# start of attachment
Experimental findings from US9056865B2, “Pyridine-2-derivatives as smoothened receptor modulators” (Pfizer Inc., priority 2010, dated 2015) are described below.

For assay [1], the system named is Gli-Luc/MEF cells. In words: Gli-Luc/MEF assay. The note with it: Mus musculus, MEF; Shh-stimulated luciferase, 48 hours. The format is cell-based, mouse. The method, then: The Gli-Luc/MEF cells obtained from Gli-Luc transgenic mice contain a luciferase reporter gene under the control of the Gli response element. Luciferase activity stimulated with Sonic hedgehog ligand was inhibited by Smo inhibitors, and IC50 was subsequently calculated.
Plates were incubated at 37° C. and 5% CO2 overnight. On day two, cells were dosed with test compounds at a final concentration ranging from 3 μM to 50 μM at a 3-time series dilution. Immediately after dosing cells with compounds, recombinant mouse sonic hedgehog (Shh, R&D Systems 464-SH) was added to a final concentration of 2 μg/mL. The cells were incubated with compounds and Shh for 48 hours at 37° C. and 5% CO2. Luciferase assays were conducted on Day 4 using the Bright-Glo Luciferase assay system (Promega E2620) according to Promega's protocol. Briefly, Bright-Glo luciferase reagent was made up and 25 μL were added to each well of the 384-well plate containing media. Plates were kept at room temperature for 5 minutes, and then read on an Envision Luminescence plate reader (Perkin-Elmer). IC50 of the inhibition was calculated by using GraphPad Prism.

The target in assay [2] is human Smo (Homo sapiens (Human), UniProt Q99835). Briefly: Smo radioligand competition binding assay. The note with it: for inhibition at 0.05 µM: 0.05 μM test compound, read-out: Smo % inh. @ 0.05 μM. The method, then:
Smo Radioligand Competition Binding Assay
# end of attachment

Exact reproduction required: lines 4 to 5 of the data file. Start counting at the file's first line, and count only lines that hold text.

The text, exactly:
The target in assay [2] is human Smo (Homo sapiens (Human), UniProt Q99835). Briefly: Smo radioligand competition binding assay. The note with it: for inhibition at 0.05 µM: 0.05 μM test compound, read-out: Smo % inh. @ 0.05 μM. The method, then:
Smo Radioligand Competition Binding Assay